A new method for reliably identifying the presence of beer or other malted foodstuffs in archaeological finds is described in a study published May 6, 2020 in the open-access journal PLOS ONE by Andreas G. Heiss from the Austrian Academy of Sciences (OeAW), Austria and colleagues.
A beverage with prehistoric roots, beer played ritual, social, and dietary roles across ancient societies. However, it’s not easy to positively identify archaeological evidence of cereal-based alcoholic beverages like beer, since most clear markers for beer’s presence lack durability or reliability.
To explore potential microstructural alterations in brewed cereal grains, Heiss and colleagues simulated archaeological preservation of commercially-available malted barley via charring (malting is the first step in the beer-brewing process.). They compared these experimental grains with ancient grains from five archaeological sites dating to the 4th millennium BCE: two known beer-brewing sites in Predynastic Egypt, and three central European lakeshore settlements where cereal-based foods were found in containers, but the presence of beer was not confirmed.
Using electron microscopy, the authors found their experimental barley grains had unusually thin aleurone cell walls (specific to grains of the grass family Poaceae, the aleurone layer is a tissue forming the outermost layer of the endosperm). The archaeological grain samples across all five prehistoric sites showed the same aleurone cell wall thinning.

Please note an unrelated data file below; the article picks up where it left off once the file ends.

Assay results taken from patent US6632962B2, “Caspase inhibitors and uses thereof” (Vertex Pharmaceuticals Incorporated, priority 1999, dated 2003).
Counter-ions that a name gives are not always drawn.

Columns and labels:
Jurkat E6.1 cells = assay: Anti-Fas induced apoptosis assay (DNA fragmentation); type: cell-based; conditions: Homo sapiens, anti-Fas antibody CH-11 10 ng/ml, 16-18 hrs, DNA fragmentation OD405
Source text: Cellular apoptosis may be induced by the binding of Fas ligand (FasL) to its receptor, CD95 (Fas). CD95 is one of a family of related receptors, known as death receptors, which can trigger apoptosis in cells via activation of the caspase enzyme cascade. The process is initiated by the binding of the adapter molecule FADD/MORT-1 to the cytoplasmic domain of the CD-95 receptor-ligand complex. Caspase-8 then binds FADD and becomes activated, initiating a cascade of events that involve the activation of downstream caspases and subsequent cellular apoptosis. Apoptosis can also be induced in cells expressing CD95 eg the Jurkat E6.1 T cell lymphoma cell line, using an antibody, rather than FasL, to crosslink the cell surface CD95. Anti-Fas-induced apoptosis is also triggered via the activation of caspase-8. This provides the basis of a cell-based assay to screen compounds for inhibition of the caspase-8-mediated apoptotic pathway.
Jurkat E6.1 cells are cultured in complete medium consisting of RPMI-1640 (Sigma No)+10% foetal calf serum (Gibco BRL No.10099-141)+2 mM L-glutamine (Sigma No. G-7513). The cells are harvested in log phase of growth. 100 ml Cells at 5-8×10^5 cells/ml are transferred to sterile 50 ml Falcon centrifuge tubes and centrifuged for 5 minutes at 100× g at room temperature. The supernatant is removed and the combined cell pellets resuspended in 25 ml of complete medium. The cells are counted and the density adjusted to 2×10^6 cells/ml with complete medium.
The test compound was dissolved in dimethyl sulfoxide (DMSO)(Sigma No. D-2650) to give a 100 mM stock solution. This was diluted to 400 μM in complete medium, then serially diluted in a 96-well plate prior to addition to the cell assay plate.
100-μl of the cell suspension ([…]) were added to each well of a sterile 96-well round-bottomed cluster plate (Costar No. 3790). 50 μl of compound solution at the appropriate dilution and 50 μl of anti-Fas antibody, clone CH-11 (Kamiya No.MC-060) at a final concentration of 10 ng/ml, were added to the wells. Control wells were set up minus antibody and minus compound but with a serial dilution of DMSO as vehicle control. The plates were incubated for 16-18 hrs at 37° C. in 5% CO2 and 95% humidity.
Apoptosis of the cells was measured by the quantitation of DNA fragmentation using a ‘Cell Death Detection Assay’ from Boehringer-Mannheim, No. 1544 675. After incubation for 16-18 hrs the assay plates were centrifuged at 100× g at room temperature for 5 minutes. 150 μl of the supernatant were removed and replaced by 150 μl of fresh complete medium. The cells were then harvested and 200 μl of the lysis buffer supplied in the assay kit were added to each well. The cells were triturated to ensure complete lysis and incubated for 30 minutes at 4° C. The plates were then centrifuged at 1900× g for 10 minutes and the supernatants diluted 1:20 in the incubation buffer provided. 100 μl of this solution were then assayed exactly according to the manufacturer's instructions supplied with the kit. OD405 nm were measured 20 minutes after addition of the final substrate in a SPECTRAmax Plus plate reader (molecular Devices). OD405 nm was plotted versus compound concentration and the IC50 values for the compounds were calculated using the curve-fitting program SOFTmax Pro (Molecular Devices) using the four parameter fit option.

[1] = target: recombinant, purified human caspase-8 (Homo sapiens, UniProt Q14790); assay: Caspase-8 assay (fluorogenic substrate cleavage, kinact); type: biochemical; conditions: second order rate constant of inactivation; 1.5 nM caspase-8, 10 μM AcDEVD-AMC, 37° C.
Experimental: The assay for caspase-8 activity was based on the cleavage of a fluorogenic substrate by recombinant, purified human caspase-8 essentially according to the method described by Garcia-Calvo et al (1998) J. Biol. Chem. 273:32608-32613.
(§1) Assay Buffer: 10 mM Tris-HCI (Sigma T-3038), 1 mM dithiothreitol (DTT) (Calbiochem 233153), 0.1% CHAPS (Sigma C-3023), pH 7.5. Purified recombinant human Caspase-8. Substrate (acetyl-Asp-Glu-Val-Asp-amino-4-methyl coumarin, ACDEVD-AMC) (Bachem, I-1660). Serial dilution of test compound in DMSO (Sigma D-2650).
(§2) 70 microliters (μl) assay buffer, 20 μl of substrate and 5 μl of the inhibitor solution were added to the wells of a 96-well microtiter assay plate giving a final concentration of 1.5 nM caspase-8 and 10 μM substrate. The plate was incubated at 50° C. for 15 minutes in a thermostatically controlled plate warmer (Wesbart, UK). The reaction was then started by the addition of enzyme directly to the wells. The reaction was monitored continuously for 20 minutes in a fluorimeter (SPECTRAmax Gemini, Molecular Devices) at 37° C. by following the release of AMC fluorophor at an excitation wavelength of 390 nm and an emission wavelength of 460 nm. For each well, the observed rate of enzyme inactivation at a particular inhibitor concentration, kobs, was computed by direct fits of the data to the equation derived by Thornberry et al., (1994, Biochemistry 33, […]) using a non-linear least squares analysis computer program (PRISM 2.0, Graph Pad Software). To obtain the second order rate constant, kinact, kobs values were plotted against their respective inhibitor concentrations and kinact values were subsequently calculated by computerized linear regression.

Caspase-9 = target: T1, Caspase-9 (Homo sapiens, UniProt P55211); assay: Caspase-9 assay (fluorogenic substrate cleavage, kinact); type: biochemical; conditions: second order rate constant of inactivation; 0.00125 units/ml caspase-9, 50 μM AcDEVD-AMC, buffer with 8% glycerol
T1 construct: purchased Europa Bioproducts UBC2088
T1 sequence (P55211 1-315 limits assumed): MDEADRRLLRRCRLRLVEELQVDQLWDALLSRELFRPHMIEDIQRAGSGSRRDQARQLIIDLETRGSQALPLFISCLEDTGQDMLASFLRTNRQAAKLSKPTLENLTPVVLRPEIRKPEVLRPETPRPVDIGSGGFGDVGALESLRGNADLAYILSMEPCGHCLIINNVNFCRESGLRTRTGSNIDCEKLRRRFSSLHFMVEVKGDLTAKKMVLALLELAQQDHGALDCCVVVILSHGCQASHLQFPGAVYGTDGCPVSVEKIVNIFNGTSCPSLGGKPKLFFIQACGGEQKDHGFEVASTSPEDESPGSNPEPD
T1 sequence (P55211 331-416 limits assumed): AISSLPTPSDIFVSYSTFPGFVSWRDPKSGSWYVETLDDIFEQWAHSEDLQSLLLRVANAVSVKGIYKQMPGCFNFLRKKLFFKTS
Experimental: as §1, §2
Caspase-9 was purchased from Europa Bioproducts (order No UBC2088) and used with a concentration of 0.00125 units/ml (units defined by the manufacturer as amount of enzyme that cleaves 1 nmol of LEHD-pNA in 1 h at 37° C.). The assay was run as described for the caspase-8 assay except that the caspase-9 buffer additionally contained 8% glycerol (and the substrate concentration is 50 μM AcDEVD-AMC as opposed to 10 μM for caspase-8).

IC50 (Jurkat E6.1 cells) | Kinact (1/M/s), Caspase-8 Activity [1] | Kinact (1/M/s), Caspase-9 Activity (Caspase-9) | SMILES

Although there are other potential reasons for this type of thinned cell wall (such as fungal decay, enzymatic activity, or degradation during heating–all of which can be ruled out with careful analysis), these results suggest that this cell wall breakdown in the grain’s aleurone layer can serve as a general marker for the malting process.
This new diagnostic feature for confirming the presence of beer (or other malted beverages/foodstuffs) in artifacts works even if no intact grains are present. A novel tool for identifying the possible presence of beer in archaeological sites where no further evidence of beer-making or -drinking is preserved, this method promises to broaden our knowledge of prehistoric malting and brewing.
The authors note: “Structural changes in the germinating grain, described decades ago by plant physiologists and brewing scientists alike, have now successfully been turned into a diagnostic feature for archaeological malt, even if the grains concerned are only preserved as pulverized and burnt crusts on pottery. A “small side effect” is the confirmation of the production of malt-based drinks (and beer?) in central Europe as early as the 4th millennium BC.” Dr Heiss adds, “For over a year, we kept checking our new feature until we (and the reviewers) were happy. However, it took us quite a while to realize that en passant we had also provided the oldest evidence for malt-based food in Neolithic central Europe.”
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